NEWTON, Kan. (September 2, 2021) – September is National Suicide Prevention Month, a time to raise awareness, educate and spread hope to those affected by suicide.
“Suicide occurs for many different and individualized reasons,” says Brent Ide, LSCSW, lead access clinician at Prairie View. “A lot of suicide prevention efforts are focused on identifying and providing treatment for persons who have an identified mental health concern. These efforts are important and needed, but are not enough.”
More than half of the individuals who die by suicide do not have a known diagnosed mental health condition at the time of death.
Recognizing Warning Signs
Suicide can be prevented by recognizing the warning signs.
“Emergency mental healthcare should happen when someone threatens to hurt or kill themselves, when they talk or write about death, especially when these actions are out of the ordinary, and when someone looks to kill self by seeking access to firearms, available medication or other means,” says Ide.
Additional warning signs that require additional information gathering and monitoring include increased substance use; purposelessness; anxiety; feeling trapped; hopelessness; withdrawal from friends, family and society; rage; acting reckless or engaging in risky activities without thinking; and dramatic changes.
“If warning signs are present, it is important to be respectful and caring when approaching the subject of suicide,” says Ide. “It is necessary that the person be asked directly if they are having thoughts of suicide.”
Asking directly about suicide, in a respectful manner, shows the person who may be experiencing thoughts of suicide that someone cares and that it is safe to discuss suicide.
Suicide is the second leading cause of death among people aged 10 to 34 years old, and the tenth leading cause of death overall in the United States.
Men 70 years of age or older have statistically higher suicide rates than any other age group.
Lesbian, gay and bisexual youth are four times more likely to attempt suicide than straight youth.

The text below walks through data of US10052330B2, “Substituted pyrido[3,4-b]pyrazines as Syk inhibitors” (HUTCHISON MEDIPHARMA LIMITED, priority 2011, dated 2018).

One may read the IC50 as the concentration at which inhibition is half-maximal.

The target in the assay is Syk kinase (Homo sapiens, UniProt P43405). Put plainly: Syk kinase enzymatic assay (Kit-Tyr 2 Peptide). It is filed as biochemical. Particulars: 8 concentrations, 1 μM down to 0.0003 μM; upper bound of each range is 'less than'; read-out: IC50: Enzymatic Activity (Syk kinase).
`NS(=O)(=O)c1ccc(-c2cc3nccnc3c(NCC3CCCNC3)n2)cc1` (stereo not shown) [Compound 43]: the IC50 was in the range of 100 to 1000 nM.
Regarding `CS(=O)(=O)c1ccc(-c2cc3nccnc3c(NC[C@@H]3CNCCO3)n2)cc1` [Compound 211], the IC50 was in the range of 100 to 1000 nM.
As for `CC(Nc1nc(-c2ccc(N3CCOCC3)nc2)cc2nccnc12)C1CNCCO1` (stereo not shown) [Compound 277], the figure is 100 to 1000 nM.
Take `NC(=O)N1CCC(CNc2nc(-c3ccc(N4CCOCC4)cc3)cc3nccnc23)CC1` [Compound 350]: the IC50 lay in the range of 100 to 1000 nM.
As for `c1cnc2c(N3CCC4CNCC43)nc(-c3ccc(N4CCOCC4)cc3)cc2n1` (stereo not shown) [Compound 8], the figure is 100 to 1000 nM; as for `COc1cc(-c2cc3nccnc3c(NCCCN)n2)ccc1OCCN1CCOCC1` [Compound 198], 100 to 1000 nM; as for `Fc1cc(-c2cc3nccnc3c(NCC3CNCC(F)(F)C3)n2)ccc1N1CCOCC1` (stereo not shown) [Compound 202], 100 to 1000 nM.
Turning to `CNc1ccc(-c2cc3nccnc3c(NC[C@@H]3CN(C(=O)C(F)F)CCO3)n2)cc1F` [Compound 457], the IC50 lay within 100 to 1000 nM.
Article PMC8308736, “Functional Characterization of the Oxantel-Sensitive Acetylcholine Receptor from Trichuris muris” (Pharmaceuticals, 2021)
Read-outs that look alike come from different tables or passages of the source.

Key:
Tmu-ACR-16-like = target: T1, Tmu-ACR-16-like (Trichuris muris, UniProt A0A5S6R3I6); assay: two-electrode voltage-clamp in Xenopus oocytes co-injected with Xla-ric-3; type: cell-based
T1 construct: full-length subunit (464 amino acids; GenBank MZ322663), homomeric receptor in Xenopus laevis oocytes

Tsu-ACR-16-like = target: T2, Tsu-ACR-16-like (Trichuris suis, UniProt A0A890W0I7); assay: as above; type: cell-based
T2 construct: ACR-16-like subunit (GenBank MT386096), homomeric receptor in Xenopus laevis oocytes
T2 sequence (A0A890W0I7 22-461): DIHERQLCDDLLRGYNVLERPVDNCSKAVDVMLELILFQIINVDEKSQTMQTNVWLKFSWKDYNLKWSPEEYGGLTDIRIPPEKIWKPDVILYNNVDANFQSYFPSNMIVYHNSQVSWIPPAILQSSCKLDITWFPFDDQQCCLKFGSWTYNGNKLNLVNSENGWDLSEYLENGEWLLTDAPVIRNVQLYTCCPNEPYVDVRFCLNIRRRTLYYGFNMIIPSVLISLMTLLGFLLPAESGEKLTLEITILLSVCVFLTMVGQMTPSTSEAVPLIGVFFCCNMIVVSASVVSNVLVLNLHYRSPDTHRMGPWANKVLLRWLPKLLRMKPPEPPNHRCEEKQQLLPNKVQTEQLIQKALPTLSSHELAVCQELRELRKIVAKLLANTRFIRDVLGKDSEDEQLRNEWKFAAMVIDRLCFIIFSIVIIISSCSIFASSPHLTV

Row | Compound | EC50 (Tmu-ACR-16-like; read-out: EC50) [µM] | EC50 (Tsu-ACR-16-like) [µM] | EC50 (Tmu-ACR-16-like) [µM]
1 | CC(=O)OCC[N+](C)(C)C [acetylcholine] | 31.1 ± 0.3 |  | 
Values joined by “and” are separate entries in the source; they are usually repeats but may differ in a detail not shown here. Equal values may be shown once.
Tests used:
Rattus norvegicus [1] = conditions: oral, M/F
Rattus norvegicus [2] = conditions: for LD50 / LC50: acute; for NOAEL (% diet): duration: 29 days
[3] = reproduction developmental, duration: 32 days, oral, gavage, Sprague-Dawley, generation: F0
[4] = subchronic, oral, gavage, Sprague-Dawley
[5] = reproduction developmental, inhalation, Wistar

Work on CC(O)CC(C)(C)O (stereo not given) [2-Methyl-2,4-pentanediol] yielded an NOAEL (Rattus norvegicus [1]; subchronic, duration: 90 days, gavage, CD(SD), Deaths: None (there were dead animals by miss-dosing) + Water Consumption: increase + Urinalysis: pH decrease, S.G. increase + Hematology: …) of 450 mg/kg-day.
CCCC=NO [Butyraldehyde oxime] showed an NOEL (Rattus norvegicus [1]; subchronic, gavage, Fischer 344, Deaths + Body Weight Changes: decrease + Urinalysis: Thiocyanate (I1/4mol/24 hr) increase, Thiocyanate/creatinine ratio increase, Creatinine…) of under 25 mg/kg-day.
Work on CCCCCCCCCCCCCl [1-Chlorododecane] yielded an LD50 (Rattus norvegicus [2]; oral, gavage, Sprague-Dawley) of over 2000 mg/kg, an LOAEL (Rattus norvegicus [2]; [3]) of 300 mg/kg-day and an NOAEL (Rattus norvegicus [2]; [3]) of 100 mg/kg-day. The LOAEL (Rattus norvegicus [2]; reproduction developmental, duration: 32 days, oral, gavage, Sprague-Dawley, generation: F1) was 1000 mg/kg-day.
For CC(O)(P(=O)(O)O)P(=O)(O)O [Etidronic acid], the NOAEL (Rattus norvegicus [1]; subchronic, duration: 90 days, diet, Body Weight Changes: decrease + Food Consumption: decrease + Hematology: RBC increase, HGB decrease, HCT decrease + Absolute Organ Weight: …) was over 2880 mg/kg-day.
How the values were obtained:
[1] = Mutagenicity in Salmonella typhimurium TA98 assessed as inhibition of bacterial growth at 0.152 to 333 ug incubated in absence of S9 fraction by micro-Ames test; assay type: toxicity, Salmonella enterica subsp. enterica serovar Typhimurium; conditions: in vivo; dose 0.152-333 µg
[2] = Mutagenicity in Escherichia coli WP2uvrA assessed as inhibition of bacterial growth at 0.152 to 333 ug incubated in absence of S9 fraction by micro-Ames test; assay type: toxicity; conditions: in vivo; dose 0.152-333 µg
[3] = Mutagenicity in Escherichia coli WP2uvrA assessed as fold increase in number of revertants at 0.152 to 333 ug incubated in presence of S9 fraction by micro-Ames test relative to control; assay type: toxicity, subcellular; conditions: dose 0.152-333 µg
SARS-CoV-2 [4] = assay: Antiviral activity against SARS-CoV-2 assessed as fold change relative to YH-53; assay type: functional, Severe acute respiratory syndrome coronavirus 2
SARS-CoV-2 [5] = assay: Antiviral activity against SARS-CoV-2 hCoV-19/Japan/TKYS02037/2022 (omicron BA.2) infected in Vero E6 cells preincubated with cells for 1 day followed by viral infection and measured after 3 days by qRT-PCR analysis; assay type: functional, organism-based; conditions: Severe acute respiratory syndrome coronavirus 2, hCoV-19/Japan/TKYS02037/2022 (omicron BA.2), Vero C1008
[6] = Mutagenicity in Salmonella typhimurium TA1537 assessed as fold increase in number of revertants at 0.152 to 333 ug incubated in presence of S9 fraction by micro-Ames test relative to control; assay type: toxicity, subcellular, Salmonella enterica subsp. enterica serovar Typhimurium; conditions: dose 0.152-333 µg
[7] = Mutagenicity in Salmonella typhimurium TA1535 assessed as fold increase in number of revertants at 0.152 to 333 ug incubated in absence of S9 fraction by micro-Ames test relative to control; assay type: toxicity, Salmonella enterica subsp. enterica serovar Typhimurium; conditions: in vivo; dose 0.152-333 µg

Transgender people are 12 times more likely to attempt suicide than the general population.
In Kansas, on average, one person died by suicide every 16 hours in 2020, making it the ninth leading cause of death in the state. There were 556 deaths by suicide. Kansas ranks 13th in the nation for deaths by suicide. More than five times as many people died by suicide in the state in 2017 than in alcohol related motor vehicle accidents.
From 2017 to 2019, Marion County recorded 18.4 deaths by suicide per 100,000 population, according to Kansas Department of Health and Environment (KDHE). In the same timeframe, Harvey and McPherson counties each had 15.1 deaths by suicide per 100,000 population.
Suicide Prevention Resources
A number of resources exist to help connect individuals with treatment.
Prairie View’s mental health crisis hotline is available for those experiencing suicidal thoughts: 800-362-0180. Prairie View also offers a limited number of same-day therapy appointments. To schedule, call 800-992-6292.
Other resources include:
n National Suicide Prevention Lifeline: 800-273-TALK (8255) OR 800-SUICIDE (784-2433)
n Crisis Text Line: 741741
n Trevor Project Lifeline (LGBTQIA): 866-273-8255
n Deaf Hotline: 800-799-4TTY (4889)
Call 911 for immediate assistance.
Prairie View, a faith-based behavioral health services provider, offers treatment and psychiatric services for all ages as well as consultations for businesses and organizations. In addition to our main campus in Newton with outpatient offices, psychiatric hospital and residential treatment for adolescents, Prairie View serves clients in Hillsboro, McPherson and at two locations in Wichita. To support Prairie View’s mission to transform lives, call 800-992-6292 or visit prairieview.org.